Hester v. Horton Motor Lines, 219 N.C. 743 (1941)

May 31, 1941 · Supreme Court of North Carolina
219 N.C. 743


(Filed 31 May, 1941.)

1. Automobiles § 18d: Torts § 4—

Where a passenger in a car is thrown therefrom to the hard surface by the negligent act of the driver, and while lying prone on the highway, is run over by a truck, through negligence of the truck driver in failing to avoid striking her, and the passenger dies of the injuries thus inflicted, both drivers are liable as joint tort-feasors. In the instant case evidence of negligence on the part of the driver of the ear in which intestate was riding is held, suflicient to have been submitted to the jury, but a new trial is awarded on the appeal of the truck driver and his employer for the exclusion of expert opinion evidence that intestate was not struck or run over by the truck.

2. Judgments § 33d: Damages § 1—

Where the driver of a car is convicted of manslaughter in causing the death of a passenger therein, and sentence is suspended on condition that he pay a stipulated sum to the mother of the deceased passenger, payments made in the criminal prosecution will not support a plea of estoppel in an action by the administratrix of the deceased passenger to recover for wrongful death, credit on the verdict for the amount paid in the criminal prosecution being the most to which he is entitled.

3. Evidence §§ 18, 42d—

While the testimony by an officer of a truck driver’s narration of how the accident occurred, made by the driver on the second day after the accident, is incompetent as substantive evidence against the truck driver’s employer, sought to be held under the doctrine of respondeat superior, and as against a third defendant, sought to be held as a joint tort-feasor, when the truck driver goes upon the stand and gives in substance the same testimony, testimony of the narration becomes competent for the purpose of corroboration, and an exception entered by the third defendant cannot be sustained.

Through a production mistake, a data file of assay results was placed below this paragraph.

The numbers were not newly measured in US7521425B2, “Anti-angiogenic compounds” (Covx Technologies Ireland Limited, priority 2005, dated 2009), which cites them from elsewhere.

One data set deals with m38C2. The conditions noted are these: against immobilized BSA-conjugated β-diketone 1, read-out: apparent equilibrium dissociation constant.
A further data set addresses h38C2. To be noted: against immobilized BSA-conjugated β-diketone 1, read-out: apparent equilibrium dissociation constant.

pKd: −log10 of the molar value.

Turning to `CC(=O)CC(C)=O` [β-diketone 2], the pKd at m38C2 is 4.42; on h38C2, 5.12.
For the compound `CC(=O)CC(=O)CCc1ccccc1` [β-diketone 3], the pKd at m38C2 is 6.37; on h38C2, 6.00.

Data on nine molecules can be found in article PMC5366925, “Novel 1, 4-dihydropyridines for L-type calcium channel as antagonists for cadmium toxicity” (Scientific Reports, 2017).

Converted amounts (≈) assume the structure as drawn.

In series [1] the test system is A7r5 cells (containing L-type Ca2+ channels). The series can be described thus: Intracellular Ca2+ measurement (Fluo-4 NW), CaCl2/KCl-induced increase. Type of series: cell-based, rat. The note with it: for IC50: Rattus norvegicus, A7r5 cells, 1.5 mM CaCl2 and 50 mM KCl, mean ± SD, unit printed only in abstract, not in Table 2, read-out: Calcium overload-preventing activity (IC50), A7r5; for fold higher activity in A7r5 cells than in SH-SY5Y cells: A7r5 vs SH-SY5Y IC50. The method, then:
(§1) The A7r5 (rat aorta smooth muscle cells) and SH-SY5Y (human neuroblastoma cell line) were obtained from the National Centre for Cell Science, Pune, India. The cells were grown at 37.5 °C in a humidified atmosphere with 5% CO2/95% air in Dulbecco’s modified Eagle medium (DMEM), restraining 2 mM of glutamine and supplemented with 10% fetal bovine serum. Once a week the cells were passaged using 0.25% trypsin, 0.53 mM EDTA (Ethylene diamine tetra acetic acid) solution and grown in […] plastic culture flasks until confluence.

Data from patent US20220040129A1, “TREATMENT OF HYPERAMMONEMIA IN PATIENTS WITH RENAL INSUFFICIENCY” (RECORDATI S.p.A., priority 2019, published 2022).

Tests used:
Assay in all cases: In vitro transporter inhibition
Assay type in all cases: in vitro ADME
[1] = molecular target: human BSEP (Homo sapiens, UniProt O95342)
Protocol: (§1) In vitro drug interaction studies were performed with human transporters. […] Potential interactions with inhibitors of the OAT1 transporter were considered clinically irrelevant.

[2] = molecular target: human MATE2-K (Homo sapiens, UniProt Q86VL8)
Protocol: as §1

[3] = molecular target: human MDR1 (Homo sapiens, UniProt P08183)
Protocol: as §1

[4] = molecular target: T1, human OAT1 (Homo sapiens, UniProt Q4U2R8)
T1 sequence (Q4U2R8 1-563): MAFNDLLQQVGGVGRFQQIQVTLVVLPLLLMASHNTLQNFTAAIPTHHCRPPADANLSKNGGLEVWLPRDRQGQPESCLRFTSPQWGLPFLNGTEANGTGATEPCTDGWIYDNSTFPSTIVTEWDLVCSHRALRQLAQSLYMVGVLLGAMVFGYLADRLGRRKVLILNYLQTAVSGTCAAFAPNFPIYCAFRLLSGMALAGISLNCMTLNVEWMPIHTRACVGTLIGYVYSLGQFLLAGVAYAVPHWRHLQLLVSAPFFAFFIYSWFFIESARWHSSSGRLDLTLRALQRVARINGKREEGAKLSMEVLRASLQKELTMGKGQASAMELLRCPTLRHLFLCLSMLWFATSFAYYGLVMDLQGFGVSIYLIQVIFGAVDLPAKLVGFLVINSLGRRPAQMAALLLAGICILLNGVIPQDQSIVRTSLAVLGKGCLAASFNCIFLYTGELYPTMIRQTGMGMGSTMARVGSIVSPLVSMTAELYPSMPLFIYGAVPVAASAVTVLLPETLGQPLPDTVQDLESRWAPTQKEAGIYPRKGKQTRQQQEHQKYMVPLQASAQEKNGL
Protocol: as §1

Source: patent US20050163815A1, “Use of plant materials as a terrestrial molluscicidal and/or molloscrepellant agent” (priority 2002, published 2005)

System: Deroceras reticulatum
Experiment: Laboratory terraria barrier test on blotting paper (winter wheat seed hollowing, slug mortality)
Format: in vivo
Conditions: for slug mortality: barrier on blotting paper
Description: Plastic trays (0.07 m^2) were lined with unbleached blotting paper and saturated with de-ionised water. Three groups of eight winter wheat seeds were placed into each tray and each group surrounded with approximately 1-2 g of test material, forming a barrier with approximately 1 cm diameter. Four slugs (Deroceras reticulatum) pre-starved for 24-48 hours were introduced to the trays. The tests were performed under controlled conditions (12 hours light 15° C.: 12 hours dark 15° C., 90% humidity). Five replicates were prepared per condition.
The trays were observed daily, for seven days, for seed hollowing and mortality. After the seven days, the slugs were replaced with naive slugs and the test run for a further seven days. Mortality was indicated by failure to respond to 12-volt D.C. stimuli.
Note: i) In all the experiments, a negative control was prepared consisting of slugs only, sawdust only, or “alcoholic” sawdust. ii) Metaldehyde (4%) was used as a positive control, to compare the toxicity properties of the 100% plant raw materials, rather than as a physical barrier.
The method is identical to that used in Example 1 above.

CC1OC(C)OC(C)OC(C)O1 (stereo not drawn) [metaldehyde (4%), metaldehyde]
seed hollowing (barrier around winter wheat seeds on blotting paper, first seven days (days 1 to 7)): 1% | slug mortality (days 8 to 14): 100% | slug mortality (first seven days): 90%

4. Evidence § 48b: Death § 7 — Exclusion of expert opinion evidence as to the cause of death held error.

In this action for wrongful death, plaintiff administratrix contended that her intestate, while riding as a passenger in an automobile, was thrown therefrom by the negligent act of the driver, and that while intestate was prone on the highway she was negligently run over by a truck. *744The truck driver and his employer, sought to be held liable under the doctrine of respondeat superior, tendered an expert medical witness, who had attended intestate prior to her death and who had examined the injuries found upon her body, who would have testified to the effect that deceased’s death was caused by her striking the concrete when she was thrown from the car, and that none of the wounds were caused by a truck striking or passing over her body. Held: The substance of the proposed expert testimony was competent and its exclusion constitutes prejudicial and reversible error.

Appeal by defendants from Nettles, J., at October Term, 1940, of G-uileobd.

Civil action to recover damages for tbe death of plaintiff’s intestate alleged to have been caused by tbe negligence, default, or wrongful acts of tbe defendants.